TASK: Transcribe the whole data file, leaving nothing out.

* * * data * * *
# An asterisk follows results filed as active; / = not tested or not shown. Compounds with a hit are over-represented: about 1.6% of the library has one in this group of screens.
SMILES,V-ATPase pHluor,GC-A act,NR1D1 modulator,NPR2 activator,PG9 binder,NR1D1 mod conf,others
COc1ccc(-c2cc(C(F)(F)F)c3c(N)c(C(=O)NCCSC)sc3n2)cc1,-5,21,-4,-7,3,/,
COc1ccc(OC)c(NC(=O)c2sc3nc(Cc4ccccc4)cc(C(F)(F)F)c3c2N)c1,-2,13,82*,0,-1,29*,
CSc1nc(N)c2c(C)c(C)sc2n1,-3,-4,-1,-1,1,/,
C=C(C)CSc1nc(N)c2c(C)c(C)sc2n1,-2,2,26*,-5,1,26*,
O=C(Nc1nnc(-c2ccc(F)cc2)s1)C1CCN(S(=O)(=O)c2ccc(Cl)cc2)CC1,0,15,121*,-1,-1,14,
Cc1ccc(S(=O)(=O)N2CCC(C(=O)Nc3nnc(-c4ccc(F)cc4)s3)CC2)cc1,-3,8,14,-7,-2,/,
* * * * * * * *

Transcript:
# An asterisk follows results filed as active; / = not tested or not shown. Compounds with a hit are over-represented: about 1.6% of the library has one in this group of screens.
SMILES,V-ATPase pHluor,GC-A act,NR1D1 modulator,NPR2 activator,PG9 binder,NR1D1 mod conf,others
COc1ccc(-c2cc(C(F)(F)F)c3c(N)c(C(=O)NCCSC)sc3n2)cc1,-5,21,-4,-7,3,/,
COc1ccc(OC)c(NC(=O)c2sc3nc(Cc4ccccc4)cc(C(F)(F)F)c3c2N)c1,-2,13,82*,0,-1,29*,
CSc1nc(N)c2c(C)c(C)sc2n1,-3,-4,-1,-1,1,/,
C=C(C)CSc1nc(N)c2c(C)c(C)sc2n1,-2,2,26*,-5,1,26*,
O=C(Nc1nnc(-c2ccc(F)cc2)s1)C1CCN(S(=O)(=O)c2ccc(Cl)cc2)CC1,0,15,121*,-1,-1,14,
Cc1ccc(S(=O)(=O)N2CCC(C(=O)Nc3nnc(-c4ccc(F)cc4)s3)CC2)cc1,-3,8,14,-7,-2,/,